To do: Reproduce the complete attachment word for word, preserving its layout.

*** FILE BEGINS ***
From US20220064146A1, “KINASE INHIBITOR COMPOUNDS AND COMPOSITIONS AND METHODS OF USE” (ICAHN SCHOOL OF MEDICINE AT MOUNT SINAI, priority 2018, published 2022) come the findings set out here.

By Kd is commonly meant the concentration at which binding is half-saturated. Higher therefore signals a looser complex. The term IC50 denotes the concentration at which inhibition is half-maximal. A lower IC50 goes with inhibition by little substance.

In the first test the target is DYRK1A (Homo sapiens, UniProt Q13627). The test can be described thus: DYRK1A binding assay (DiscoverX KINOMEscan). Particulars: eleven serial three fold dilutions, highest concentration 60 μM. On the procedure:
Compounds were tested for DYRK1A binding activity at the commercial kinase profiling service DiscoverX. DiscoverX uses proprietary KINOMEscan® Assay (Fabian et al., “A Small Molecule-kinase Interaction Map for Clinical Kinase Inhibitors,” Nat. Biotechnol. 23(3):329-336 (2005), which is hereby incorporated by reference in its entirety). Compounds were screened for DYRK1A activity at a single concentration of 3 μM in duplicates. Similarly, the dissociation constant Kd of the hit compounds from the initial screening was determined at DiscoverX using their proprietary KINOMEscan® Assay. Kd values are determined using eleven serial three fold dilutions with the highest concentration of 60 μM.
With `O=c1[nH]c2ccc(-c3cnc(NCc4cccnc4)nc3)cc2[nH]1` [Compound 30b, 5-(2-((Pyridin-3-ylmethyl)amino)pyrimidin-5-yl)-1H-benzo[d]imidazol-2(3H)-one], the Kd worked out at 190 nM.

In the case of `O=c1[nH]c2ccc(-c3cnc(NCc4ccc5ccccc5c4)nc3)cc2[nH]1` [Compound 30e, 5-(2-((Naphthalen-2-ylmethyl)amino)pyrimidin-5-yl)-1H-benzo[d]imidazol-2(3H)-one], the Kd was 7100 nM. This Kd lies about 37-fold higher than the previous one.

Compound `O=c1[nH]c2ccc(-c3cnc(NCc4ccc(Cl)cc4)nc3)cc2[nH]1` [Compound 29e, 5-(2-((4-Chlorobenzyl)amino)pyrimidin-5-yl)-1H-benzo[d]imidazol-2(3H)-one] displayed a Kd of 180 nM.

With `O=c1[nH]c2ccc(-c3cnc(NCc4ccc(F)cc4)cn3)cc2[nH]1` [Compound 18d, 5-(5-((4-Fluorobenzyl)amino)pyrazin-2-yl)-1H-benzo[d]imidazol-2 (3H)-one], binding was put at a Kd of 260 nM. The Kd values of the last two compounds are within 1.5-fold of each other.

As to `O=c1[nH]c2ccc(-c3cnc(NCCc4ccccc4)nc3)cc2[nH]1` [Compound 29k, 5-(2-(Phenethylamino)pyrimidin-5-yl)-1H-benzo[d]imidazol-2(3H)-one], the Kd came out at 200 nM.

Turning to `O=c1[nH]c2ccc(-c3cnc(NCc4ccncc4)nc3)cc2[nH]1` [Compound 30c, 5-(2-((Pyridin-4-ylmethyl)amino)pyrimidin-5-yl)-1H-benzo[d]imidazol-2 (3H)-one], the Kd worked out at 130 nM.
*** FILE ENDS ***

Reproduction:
From US20220064146A1, “KINASE INHIBITOR COMPOUNDS AND COMPOSITIONS AND METHODS OF USE” (ICAHN SCHOOL OF MEDICINE AT MOUNT SINAI, priority 2018, published 2022) come the findings set out here.

By Kd is commonly meant the concentration at which binding is half-saturated. Higher therefore signals a looser complex. The term IC50 denotes the concentration at which inhibition is half-maximal. A lower IC50 goes with inhibition by little substance.

In the first test the target is DYRK1A (Homo sapiens, UniProt Q13627). The test can be described thus: DYRK1A binding assay (DiscoverX KINOMEscan). Particulars: eleven serial three fold dilutions, highest concentration 60 μM. On the procedure:
Compounds were tested for DYRK1A binding activity at the commercial kinase profiling service DiscoverX. DiscoverX uses proprietary KINOMEscan® Assay (Fabian et al., “A Small Molecule-kinase Interaction Map for Clinical Kinase Inhibitors,” Nat. Biotechnol. 23(3):329-336 (2005), which is hereby incorporated by reference in its entirety). Compounds were screened for DYRK1A activity at a single concentration of 3 μM in duplicates. Similarly, the dissociation constant Kd of the hit compounds from the initial screening was determined at DiscoverX using their proprietary KINOMEscan® Assay. Kd values are determined using eleven serial three fold dilutions with the highest concentration of 60 μM.
With `O=c1[nH]c2ccc(-c3cnc(NCc4cccnc4)nc3)cc2[nH]1` [Compound 30b, 5-(2-((Pyridin-3-ylmethyl)amino)pyrimidin-5-yl)-1H-benzo[d]imidazol-2(3H)-one], the Kd worked out at 190 nM.

In the case of `O=c1[nH]c2ccc(-c3cnc(NCc4ccc5ccccc5c4)nc3)cc2[nH]1` [Compound 30e, 5-(2-((Naphthalen-2-ylmethyl)amino)pyrimidin-5-yl)-1H-benzo[d]imidazol-2(3H)-one], the Kd was 7100 nM. This Kd lies about 37-fold higher than the previous one.

Compound `O=c1[nH]c2ccc(-c3cnc(NCc4ccc(Cl)cc4)nc3)cc2[nH]1` [Compound 29e, 5-(2-((4-Chlorobenzyl)amino)pyrimidin-5-yl)-1H-benzo[d]imidazol-2(3H)-one] displayed a Kd of 180 nM.

With `O=c1[nH]c2ccc(-c3cnc(NCc4ccc(F)cc4)cn3)cc2[nH]1` [Compound 18d, 5-(5-((4-Fluorobenzyl)amino)pyrazin-2-yl)-1H-benzo[d]imidazol-2 (3H)-one], binding was put at a Kd of 260 nM. The Kd values of the last two compounds are within 1.5-fold of each other.

As to `O=c1[nH]c2ccc(-c3cnc(NCCc4ccccc4)nc3)cc2[nH]1` [Compound 29k, 5-(2-(Phenethylamino)pyrimidin-5-yl)-1H-benzo[d]imidazol-2(3H)-one], the Kd came out at 200 nM.

Turning to `O=c1[nH]c2ccc(-c3cnc(NCc4ccncc4)nc3)cc2[nH]1` [Compound 30c, 5-(2-((Pyridin-4-ylmethyl)amino)pyrimidin-5-yl)-1H-benzo[d]imidazol-2 (3H)-one], the Kd worked out at 130 nM.